Bench philosophy: More than the Sum of its Parts

Single cell genomics
by Steven Buckingham, Labtimes 02/2014

Photo: National Science Foundation

A diploid cell contains about seven picogram of genomic DNA. Amplifying this tiny amount without messing things up and creating erroneous nucleotide sequences is only one of the challenges in single cell genomics.

How times change. Not so long ago, biological variation was the researcher’s mortal enemy. We would strangle it with statistics and bury it out of sight in means and medians. Showing error bars was a form of public confession. Now, the wind seems to have shifted in the opposite direction. Whereas up to now we have focussed on what cells have in common, now researchers are waking up to the interesting things that make them unique. Welcome to the world of single cell analysis (SCA).

Single cell genomics is the latest omics to jump on the SCA train, following close on the heels of single cell transcriptomics (such as RNAseq), single cell protoeomics and single cell metabolomics. It is getting people excited because a) we can do it and b) it turns out that – despite what our teachers told us – different cells in the same organism do not all have the same genome. And what is more, these genomic differences are important both for biology and for medicine.

It’s all about sequencing

So, why has single cell genomics suddenly become possible? It is largely the result of vast improvements in nucleotide analysis, although accompanying advances in bioinformatics and new smart ways of getting hold of single cells to do the SCA with in the first place also play a part.

Progress in nucleotide analysis over the past few years has continued to astound us. Just as we were getting used to the idea of “New Generation Sequencing” (NGS), people are already beginning to talk of 3rd generation sequencing. NGS embraces technologies, invariably based on optical methods, that parallelise the sequencing process, bringing sequencing into the high throughput bracket. There is no single distinctive feature that defines what is meant by third generation sequencing – the term is used loosely to describe several sequencing technologies that are fast and cheap enough to open up feasible personal sequencing (such as the $1,000 genome) and allow ever smaller starting samples.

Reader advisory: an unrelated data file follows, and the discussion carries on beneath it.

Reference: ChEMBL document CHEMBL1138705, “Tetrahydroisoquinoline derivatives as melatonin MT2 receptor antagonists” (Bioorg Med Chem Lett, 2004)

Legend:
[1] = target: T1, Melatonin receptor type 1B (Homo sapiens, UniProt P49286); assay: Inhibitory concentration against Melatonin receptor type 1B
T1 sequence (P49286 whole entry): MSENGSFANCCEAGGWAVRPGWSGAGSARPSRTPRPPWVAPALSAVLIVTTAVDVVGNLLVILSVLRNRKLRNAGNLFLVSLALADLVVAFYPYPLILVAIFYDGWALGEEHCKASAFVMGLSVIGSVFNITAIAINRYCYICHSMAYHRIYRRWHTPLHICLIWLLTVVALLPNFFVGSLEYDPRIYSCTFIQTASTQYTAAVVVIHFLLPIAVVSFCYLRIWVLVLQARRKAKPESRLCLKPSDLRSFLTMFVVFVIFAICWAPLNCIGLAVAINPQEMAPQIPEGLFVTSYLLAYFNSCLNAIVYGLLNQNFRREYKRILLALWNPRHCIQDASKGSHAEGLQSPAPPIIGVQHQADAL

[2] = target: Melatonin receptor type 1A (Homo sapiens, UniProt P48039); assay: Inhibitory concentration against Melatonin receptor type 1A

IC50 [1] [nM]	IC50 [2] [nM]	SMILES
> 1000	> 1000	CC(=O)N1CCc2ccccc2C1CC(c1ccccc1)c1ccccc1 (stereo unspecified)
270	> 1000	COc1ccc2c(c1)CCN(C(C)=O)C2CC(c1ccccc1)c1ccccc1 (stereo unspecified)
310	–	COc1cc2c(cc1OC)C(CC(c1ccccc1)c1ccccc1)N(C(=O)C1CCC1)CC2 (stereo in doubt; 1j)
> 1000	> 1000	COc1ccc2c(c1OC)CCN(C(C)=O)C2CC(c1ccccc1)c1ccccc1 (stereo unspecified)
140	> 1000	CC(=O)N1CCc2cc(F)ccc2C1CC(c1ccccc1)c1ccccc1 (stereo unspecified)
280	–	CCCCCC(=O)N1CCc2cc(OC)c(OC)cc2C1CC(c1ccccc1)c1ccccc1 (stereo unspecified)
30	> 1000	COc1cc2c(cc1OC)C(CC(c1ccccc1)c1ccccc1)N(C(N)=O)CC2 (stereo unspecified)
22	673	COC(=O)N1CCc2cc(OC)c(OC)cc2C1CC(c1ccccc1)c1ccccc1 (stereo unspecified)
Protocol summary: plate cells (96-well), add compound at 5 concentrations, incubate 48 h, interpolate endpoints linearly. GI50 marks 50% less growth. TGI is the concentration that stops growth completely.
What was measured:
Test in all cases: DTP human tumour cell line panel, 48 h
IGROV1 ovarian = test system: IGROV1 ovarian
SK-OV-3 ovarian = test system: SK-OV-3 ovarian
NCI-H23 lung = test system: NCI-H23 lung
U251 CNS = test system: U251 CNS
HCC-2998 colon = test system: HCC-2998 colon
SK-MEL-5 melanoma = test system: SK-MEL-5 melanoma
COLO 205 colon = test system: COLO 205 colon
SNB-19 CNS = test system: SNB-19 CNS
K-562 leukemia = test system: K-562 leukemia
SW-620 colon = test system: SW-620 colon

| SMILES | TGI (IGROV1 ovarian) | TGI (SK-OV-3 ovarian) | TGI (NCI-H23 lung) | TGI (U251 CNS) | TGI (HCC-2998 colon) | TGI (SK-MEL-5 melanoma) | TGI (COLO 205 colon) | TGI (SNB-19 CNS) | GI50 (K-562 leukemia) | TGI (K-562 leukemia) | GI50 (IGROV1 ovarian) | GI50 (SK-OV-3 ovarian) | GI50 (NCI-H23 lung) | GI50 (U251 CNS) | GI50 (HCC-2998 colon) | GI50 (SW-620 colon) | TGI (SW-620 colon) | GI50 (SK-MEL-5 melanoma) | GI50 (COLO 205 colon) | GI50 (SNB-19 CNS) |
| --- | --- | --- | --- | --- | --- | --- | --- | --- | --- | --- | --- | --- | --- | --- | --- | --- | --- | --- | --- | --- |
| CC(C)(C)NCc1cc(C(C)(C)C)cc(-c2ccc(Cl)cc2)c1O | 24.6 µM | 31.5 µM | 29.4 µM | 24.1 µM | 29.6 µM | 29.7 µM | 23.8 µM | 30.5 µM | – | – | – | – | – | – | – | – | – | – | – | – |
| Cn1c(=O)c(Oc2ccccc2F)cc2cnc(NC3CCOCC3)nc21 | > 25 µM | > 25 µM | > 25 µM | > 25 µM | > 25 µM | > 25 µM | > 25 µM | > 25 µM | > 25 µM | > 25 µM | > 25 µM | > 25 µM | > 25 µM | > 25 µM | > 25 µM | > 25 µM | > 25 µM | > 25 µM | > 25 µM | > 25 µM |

Not exactly new

But there is nothing fundamentally new or particularly surprising about the overall strategy behind single cell genomics. First, get hold of your cell (or perhaps a small group of cells) and pull out the DNA. Amplify up said DNA – a process known as Whole Genome Amplification (WGA) – and sequence it. Simple!

Only it’s not. Anyone who knows anything about DNA amplification will wince at the thought of all the potential traps and pitfalls. For instance, amplifying with standard polymerases is notoriously error-prone. So, if you see something interesting in your sequence, it may not be a genuine cell-specific SNP or point mutation. It may just be an amplification artefact. Then there is the problem of amplification bias. Some bits of sequence for some reason just do better at competing with others for getting amplified. Others end up under-represented or even completely absent (“Allelic Dropout” – wouldn’t that make a great name for a band?), wreaking havoc when it comes to counting Copy Number Variations (CNVs) and leading to a host of erroneous conclusions. It’s what happens when you start out with such meagre amounts of material.

Amplification bias